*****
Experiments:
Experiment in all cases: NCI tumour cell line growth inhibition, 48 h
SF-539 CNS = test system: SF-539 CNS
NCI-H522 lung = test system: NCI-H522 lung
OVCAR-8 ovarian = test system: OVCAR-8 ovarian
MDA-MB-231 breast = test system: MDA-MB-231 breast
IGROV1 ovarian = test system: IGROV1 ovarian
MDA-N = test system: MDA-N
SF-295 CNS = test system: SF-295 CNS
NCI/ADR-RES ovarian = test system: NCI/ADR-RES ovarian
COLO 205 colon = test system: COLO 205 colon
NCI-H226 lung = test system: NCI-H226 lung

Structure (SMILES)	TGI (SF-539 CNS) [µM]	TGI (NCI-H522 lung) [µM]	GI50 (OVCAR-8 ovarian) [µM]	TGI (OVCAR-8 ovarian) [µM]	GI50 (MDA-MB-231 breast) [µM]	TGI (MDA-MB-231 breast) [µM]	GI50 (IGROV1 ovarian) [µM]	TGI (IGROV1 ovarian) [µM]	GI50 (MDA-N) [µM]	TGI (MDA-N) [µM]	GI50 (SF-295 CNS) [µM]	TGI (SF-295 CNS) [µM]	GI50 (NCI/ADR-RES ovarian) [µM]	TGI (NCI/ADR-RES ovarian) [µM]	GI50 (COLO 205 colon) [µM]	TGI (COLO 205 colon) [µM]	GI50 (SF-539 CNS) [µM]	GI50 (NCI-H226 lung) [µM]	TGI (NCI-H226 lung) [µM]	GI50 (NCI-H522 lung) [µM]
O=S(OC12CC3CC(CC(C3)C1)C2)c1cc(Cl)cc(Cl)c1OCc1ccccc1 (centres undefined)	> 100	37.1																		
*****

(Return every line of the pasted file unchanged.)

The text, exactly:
Experiments:
Experiment in all cases: NCI tumour cell line growth inhibition, 48 h
SF-539 CNS = test system: SF-539 CNS
NCI-H522 lung = test system: NCI-H522 lung
OVCAR-8 ovarian = test system: OVCAR-8 ovarian
MDA-MB-231 breast = test system: MDA-MB-231 breast
IGROV1 ovarian = test system: IGROV1 ovarian
MDA-N = test system: MDA-N
SF-295 CNS = test system: SF-295 CNS
NCI/ADR-RES ovarian = test system: NCI/ADR-RES ovarian
COLO 205 colon = test system: COLO 205 colon
NCI-H226 lung = test system: NCI-H226 lung

Structure (SMILES)	TGI (SF-539 CNS) [µM]	TGI (NCI-H522 lung) [µM]	GI50 (OVCAR-8 ovarian) [µM]	TGI (OVCAR-8 ovarian) [µM]	GI50 (MDA-MB-231 breast) [µM]	TGI (MDA-MB-231 breast) [µM]	GI50 (IGROV1 ovarian) [µM]	TGI (IGROV1 ovarian) [µM]	GI50 (MDA-N) [µM]	TGI (MDA-N) [µM]	GI50 (SF-295 CNS) [µM]	TGI (SF-295 CNS) [µM]	GI50 (NCI/ADR-RES ovarian) [µM]	TGI (NCI/ADR-RES ovarian) [µM]	GI50 (COLO 205 colon) [µM]	TGI (COLO 205 colon) [µM]	GI50 (SF-539 CNS) [µM]	GI50 (NCI-H226 lung) [µM]	TGI (NCI-H226 lung) [µM]	GI50 (NCI-H522 lung) [µM]
O=S(OC12CC3CC(CC(C3)C1)C2)c1cc(Cl)cc(Cl)c1OCc1ccccc1 (centres undefined)	> 100	37.1																		